Curiosity Is Key to Understanding Consumers, Says Incoming Anderson Presidential Chair in Business Administration

By By Darin Estep |

Margaret Campbell, Ph.D., has explored and explained consumer behavior around the globein France, Hong Kong, the Netherlands, Singapore, Germany, Canada and many points in between—and across the United States. 

So, when she arrived at UCR this summer as a professor of marketing and Anderson Presidential Chair in Business Administration, it was a homecoming of sorts. Campbell and her family lived in California until 2000, when she departed UCLA to join the faculty at Leeds School of Business in Boulder, Colorado. 

This fall she is sharing her perspectives on advertising and marketing with undergraduate and graduate students in the School of Business. Her expectation of students is deceptively simple: “Be curious.” 

That’s vital in today’s fast-changing, consumer-driven marketplace—and a worthwhile reminder for the business side as well as the academic side of marketing, she says. 

“When companies and managers get caught up in creating a cool product, sometimes they forget the reality check to make sure what they are doing is creating value for consumers,” she adds, and the same thing can happen in academics. 

This was a point she emphasized during her term as an editor for the Journal of Consumer Research. She and her colleagues introduced themselves to readers with an editorial, “Our Vision for the Journal of Consumer Research: It’s All about the Consumer.” 

The market-driving power of consumers extends to children, an area of recent research focus for Campbell, who examines how children learn to make healthy choices. This includes studying how their pre-existing knowledge shapes the way they view marketing, such as seeing cartoon characters on a box of cereal.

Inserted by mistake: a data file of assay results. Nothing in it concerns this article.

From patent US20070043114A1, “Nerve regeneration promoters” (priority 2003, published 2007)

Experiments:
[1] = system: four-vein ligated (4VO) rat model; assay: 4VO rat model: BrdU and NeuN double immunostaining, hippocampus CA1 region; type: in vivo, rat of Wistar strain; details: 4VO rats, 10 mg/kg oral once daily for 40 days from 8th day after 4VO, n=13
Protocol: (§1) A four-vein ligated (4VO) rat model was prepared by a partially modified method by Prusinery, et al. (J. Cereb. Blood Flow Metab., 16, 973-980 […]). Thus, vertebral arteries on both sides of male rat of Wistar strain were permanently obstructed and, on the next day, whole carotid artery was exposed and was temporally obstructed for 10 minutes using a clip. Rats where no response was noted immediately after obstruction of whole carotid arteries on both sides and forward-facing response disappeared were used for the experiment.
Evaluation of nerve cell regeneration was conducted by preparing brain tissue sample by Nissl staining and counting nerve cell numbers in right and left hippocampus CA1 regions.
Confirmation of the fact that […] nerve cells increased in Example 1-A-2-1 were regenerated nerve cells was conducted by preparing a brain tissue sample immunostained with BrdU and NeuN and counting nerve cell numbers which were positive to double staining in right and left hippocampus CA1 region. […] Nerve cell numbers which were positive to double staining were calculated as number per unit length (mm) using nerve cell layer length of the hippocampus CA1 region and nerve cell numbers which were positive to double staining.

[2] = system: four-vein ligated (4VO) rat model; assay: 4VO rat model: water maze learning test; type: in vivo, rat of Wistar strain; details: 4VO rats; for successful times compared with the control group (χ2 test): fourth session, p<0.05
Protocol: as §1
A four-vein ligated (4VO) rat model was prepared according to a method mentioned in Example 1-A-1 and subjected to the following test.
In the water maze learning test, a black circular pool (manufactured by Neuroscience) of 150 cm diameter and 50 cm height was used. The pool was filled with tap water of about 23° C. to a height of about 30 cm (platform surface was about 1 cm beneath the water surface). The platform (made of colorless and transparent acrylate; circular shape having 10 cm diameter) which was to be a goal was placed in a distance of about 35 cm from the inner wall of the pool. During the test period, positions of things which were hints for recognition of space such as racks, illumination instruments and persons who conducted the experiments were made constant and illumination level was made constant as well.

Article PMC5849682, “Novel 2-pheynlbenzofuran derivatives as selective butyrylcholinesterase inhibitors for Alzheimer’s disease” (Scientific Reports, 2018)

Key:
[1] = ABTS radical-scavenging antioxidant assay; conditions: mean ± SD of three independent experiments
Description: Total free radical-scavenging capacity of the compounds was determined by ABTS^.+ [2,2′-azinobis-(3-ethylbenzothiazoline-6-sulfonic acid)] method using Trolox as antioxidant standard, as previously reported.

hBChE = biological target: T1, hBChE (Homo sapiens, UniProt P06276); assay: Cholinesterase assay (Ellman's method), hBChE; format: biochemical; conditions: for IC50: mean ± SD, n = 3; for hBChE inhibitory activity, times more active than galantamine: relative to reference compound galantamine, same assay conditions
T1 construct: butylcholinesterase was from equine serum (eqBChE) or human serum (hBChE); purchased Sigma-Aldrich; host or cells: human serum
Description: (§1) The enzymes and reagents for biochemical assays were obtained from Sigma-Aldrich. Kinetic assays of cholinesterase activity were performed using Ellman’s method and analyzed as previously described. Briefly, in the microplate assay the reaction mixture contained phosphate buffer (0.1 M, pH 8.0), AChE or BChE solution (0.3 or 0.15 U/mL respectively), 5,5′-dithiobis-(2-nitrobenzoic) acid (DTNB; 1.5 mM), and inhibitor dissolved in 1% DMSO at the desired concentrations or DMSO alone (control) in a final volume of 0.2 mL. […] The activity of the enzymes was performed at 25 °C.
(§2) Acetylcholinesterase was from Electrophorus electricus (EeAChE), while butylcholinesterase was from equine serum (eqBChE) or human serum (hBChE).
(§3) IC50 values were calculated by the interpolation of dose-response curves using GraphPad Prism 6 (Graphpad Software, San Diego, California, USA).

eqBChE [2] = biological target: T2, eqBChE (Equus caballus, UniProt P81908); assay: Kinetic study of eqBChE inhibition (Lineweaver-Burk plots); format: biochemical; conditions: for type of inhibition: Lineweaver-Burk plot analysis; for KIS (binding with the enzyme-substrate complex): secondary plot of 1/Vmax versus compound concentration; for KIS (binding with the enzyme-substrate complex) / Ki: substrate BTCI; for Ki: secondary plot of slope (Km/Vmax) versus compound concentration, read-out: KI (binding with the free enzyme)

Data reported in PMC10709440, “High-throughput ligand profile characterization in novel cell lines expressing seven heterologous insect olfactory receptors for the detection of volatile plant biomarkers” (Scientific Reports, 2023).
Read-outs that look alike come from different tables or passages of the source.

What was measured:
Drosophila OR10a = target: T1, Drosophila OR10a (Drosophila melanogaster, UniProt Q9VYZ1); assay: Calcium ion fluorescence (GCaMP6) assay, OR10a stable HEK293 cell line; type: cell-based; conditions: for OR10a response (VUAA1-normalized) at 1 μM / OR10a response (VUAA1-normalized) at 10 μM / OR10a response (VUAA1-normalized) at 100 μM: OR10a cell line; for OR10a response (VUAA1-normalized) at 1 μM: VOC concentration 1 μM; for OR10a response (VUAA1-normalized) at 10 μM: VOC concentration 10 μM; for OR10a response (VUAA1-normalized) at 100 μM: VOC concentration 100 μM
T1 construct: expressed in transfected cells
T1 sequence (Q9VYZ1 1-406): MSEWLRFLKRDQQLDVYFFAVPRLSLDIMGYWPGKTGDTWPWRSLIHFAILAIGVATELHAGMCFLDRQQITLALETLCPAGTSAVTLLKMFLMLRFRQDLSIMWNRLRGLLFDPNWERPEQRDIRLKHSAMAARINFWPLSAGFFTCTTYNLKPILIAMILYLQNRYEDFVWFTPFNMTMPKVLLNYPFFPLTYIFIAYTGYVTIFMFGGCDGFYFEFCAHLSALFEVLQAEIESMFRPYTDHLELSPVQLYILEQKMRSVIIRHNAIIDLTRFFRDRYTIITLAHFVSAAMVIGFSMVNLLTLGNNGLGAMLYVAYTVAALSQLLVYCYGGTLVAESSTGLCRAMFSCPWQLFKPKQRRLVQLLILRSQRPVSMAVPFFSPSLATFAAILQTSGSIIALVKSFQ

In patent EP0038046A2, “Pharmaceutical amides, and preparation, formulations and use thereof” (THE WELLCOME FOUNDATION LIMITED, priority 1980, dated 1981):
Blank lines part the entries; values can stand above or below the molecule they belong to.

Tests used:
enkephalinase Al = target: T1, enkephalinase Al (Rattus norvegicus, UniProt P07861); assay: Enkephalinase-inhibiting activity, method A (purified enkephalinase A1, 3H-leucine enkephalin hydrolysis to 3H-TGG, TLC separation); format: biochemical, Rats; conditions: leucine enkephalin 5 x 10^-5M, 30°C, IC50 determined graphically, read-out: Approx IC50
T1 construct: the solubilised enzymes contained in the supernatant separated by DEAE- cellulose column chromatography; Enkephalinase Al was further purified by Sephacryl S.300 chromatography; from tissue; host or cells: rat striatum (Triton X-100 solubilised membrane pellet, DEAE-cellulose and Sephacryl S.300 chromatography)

Campbell, who earned a bachelor's degree in psychology and economics and a Ph.D. in business at Stanford University, says she was drawn to UCR by its strong marketing team. She noted that the marketing program, as well as the business school and MBA program, are on upward trajectories

Yunzeng Wang, dean of the UCR School of Business, says the respect is mutual, citing Campbell’s extensive record of publications, awards, recognitions and research. 

“In the School of Business, we expect our students to understand and embrace the impact they can have on the real world,” says Wang. “Professor Campbell’s work, including her international experiences, are excellent complements to our emphasis on inclusive, global perspectives.” 

Campbell says it is important to equip students with the core concepts and research tools they need to apply to the real world. But she reminds them that world is constantly changing, and they will need to keep up with it. 

“Don’t just read the textbook. Seek out diverse perspectives,” Campbell says. “Whether a student or faculty member, the biggest thing is to come to class thinking about what we are discussing, and to share your own thoughts and views.”